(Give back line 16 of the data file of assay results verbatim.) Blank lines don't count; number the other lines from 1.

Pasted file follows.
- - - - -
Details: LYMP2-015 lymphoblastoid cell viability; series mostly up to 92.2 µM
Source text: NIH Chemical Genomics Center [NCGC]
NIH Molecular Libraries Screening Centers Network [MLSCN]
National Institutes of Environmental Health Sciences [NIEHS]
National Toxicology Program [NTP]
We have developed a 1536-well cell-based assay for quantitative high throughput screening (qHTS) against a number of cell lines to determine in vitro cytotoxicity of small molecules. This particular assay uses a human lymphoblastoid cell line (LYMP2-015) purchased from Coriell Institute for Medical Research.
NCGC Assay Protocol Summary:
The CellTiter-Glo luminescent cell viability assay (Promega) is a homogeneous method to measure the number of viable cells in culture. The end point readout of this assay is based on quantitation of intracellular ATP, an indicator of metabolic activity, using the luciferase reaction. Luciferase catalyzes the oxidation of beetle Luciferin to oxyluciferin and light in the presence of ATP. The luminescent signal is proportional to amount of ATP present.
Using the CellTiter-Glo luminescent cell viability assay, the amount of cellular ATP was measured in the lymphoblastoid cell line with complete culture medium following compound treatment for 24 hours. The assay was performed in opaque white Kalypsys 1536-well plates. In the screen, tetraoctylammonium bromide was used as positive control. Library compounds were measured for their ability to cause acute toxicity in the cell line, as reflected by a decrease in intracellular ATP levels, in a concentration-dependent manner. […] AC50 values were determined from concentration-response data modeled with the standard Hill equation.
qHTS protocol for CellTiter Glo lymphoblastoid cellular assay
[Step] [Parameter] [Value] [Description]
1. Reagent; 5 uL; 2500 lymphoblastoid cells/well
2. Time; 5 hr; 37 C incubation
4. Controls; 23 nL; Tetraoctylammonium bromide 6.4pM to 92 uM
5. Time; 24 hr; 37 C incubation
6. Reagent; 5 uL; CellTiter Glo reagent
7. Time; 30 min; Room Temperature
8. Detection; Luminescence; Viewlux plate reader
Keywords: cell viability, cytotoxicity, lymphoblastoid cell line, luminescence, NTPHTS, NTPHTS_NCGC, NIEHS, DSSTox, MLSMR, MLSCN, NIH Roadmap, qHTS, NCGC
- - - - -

6. Reagent; 5 uL; CellTiter Glo reagent